Unfortunately for fans of small government, this success is attributed in no small part to extensive urban planning. Seoul’s government also heavily favors globalist policies. Maybe you feel living in a happier city might not be worth accepting all that, but it feels like something worth considering.

2. The Most Homicidal City

Let’s get the most negative one out of the way. Many people believe that cities are inherently more violent than rural areas (although a study published in 2013 showed that cities actually aren’t any more dangerous than less populated areas), so they’ll assume that the most violent one must be practically a free-fire zone. That city would be Caracas, Venezuela, which is also that nation’s capital.

As the World Atlas reported in February 2017, the capital’s murder rate reached 119.87 per 100,000 people, meaning that with a population of 2.1 million, 2,517 homicides will occur there in a year. It’s one of only four cities in the world where the murder rate is more than 100 per 100,000. To give an idea just how much homicide there is in Venezuela, there are two other Venezuelan cities in the worldwide top ten for homicides a year. It’s more than double the homicide rate of St. Louis, Missouri, which now has the highest murder rate in America per capita. It’s also not a brand new development. Even back in 2011, Caracas’s murder rate became notorious when it rose above Baghdad’s. Hopefully there’s still time for anyone reading to cancel their plans to take a vacation there.

1. Oldest City in the World

We’ll conclude this list with a neutral fact. In this case, we don’t mean which was the first city ever built (evidence indicates this would be long-abandoned Jericho of Old Testament fame). What we’re looking for is which city has been continuously occupied since it was founded for the longest time. You might think it’s somewhere in Africa, where humans first evolved. Maybe you assume it’s somewhere in Eastern Asia? How about in the Middle East, where Mesopotamia is known as the Cradle of Civilization? Turns out it’s the last one, and it’s a city that likely will be quite familiar to anyone following current world events. As reported by The Guardian magazine, it’s poor, war-ravaged Aleppo, the largest city in Syria, that has the strongest claim.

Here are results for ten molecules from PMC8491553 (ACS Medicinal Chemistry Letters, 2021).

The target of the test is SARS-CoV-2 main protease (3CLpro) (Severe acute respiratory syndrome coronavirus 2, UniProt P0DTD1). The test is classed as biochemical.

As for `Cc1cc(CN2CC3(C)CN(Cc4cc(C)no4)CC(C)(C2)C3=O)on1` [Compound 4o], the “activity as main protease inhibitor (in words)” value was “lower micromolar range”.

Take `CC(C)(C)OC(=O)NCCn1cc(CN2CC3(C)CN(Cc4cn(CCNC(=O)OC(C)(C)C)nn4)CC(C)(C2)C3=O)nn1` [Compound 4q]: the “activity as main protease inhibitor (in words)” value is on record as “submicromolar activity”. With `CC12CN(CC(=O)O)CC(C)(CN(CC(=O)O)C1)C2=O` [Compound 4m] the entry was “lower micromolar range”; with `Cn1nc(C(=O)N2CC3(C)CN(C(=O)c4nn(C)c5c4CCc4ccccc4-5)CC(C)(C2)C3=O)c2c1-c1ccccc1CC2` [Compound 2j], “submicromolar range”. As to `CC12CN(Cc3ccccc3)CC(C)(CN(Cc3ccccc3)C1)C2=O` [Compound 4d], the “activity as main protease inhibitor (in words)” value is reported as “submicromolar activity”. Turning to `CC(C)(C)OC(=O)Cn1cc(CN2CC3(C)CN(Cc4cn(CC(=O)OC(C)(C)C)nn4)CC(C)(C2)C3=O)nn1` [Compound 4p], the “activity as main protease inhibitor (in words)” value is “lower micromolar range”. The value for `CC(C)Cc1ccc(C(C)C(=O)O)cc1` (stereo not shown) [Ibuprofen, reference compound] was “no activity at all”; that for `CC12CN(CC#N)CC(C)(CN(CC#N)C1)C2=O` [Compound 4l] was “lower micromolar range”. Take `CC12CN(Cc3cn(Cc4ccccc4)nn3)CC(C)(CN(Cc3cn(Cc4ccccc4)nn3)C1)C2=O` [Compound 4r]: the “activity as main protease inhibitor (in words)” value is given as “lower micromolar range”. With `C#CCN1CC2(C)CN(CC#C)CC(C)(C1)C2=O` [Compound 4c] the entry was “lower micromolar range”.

Aleppo was first founded as a city circa 6,000 BC, because it occupied easily defended, hilly terrain. Its easy access to the Queiq River connected it to what’s now the nation of Turkey, and made it a valuable trading center for millennia. Being located in the notoriously volatile Middle East has meant it was conquered and reconquered many times by many empires including the Assyrians, Egyptians, and so on. So while it’s currently experiencing extreme turmoil, we can be assured that it will be able to recover eventually. It certainly has plenty of times in the past.


World Urban Extremes

– WIF Geography

 

Ten Places to “Live long and prosper.”

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Ten Places to “Live long and prosper.” continued below tribute to Leonard.

 We love you Spock, RIP.

Leonard Nimoy, ‘Star Trek’s’ Spock, Dies at 83


 

FEBRUARY 27, 2015 | 09:21AM PT

Leonard Nimoy lived up to his longtime catchphrase: Live long and prosper. Having achieved success in many arenas during his lifetime, the actor, director, writer and photographer died Friday in Los Angeles of end-stage chronic obstructive pulmonary disease. He was 83.

Most widely known for his performance as half-human, half-Vulcan science officer Spock on the classic sci-fi TV show “Star Trek” and its many subsequent film and videogame incarnations, Nimoy was also a successful director, helming “Star Trek” pics “The Search for Spock” and “The Voyage Home,” as well as non-“Star Trek” fare; an accomplished stage actor; a published writer and poet; and a noted photographer. He also dabbled in singing and songwriting.

But despite his varied talents, Nimoy will forever be linked with the logical Mr. Spock. Spotted by “Star Trek” creator Gene Roddenberry when he appeared on Roddenberry’s NBC Marine Corps. skein “The Lieutenant,” Nimoy was offered the role of Spock and co-starred in the 1965 “Star Trek” pilot “The Cage.” NBC execs liked the concept but thought the pilot too cerebral, so they ordered a second pilot of the Desilu production with some script and cast changes (only Nimoy made it through both pilots). The series finally bowed on NBC in the fall of 1966. After three seasons, it was canceled in 1969 but would go on to be a hit in syndication, spawning films and other TV iterations and gaining a huge following of fans known as Trekkers or Trekkies.